“The word needs a declaration of interdependence. My view of business is that a company is a human organization made of individuals working together in pursuit of a goal, which is aside from profit.”
–Hubert Joly, former Chairman and CEO of Best Buy
As Joly puts it, “Every company now is talking about purpose. The key is to make this core. Your purpose is at the center of what you do: it is the cornerstone of strategy and you use that to unleash growth. Enable the company members to write themselves into the story. Sometimes you have to create a flourishing environment before you can have a core purpose.”
A robust diversity, equity, and inclusion strategy is essential here. Joly explains how this idea fits into a company’s noble purpose: “When you notice people, they’re inspired to do better: I am seen, therefore I am. Every employee needs to feel seen and respected.”
He connects this to current social movements: “The United States is becoming Black and brown. Why wouldn’t you include people who look like your customers in your business? We have a shot at shrinking systemic racism in this country.” He gives his observations on the last year: “I’ve seen business leaders making the journey from head to heart. The reason we have not dealt with these issues yet is that we have wrongly treated them as marginal instead of central. If we apply rigor and accountability, we can make needed change.”
Empathy and Leadership
Guest Colin McLetchie focuses in on individual leaders and the opportunities they have to nurture a company’s noble purpose: “My job is to help people see themselves in action to that they can make changes to the world. You can’t change what you can’t see or talk about, so I try to provide an opportunity to see and talk about issues.”
For McLetchie, this is the only way to become a more conscious leader. He iterates, “Our ability to see and understand the world around us and how we operate in it contributes to our leadership process. The inner game leads to the outer game.”
McLetchie explains the importance of empathetic leadership coming out of the pandemic, the resulting economic crisis, and social justice movements of the last year: “It took a pandemic for us to realize that empathy is a key differentiator in leadership. Many leaders have been forced into this moment where they need a skill that they either don’t have, or one they have not used deliberately.”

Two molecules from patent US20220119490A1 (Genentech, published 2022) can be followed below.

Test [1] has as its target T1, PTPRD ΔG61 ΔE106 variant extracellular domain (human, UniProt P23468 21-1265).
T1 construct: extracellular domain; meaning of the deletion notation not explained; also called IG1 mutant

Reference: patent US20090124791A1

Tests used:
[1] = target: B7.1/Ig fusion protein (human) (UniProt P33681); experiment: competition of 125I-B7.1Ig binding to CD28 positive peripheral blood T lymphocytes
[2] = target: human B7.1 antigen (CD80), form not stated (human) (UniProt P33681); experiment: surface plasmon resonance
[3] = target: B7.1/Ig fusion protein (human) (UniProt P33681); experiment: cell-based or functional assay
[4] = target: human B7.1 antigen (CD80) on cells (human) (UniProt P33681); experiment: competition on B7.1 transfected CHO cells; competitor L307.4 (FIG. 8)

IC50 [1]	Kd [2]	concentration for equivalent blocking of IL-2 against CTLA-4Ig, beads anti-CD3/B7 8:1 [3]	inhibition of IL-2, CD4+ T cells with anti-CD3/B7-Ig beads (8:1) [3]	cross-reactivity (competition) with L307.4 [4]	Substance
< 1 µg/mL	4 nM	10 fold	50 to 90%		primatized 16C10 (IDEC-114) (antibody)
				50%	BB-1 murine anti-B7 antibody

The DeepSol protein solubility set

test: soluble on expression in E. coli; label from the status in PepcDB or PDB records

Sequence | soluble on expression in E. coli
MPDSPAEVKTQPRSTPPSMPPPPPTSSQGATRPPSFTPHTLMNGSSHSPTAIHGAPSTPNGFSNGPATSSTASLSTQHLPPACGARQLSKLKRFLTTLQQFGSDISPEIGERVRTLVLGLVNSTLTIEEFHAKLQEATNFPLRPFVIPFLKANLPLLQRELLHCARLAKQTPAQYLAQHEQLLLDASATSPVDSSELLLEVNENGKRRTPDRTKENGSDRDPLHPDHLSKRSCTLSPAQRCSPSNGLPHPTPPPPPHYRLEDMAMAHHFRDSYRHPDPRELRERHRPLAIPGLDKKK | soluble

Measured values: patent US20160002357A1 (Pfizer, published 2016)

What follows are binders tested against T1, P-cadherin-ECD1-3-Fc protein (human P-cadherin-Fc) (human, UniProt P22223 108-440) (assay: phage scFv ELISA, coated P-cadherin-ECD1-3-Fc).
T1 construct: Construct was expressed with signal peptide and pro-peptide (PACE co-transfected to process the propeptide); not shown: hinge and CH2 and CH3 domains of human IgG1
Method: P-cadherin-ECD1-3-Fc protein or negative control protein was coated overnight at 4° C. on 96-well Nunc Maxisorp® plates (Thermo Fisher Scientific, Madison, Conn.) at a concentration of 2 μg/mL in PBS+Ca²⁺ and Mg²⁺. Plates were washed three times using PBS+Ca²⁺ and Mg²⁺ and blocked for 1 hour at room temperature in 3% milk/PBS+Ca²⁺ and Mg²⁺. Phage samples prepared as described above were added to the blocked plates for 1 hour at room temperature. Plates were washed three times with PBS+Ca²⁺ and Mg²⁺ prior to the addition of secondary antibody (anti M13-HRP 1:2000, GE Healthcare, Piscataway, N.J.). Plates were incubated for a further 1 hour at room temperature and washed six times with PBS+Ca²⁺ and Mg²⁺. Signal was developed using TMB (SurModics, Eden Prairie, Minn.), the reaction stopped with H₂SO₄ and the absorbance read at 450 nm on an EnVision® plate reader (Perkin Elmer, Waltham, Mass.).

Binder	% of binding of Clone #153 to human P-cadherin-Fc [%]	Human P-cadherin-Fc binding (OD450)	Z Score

This represents a much-needed shift in perspective. McLetchie explains a common misconception: “Empathy is not a soft skill. It’s one of the hardest things about leadership and is it absolutely necessary both right now and far into the future.”
“Leadership, above all else, is about being a fully functioning human being.”
–Colin McLetchie, President and Founder of Five Ways Forward
Also in this episode…
Why did Joly choose this particular moment to write and release his first book? His answer: “We would need to be blind to miss the crucial fact that we are facing a multi-faceted slew of crises: Economic, geopolitical, racial, and those related to climate change.” He goes on, “I wanted to let my voice and energy to the notion of purpose and human connections. What I preach is easy to say, but difficult to do. I’m writing to try and encourage leaders to abandon the old ways and to move forward.”
Resources from this episode:
- “The Heart of Business: Leadership Principles for the Next Era of Capitalism” by Hubert Joly
- “Scaling Leadership: Building Organizational Capability and Capacity to Create Outcomes that Matter Most” by Robert J. Anderson and William A. Adams
- Five Ways Forward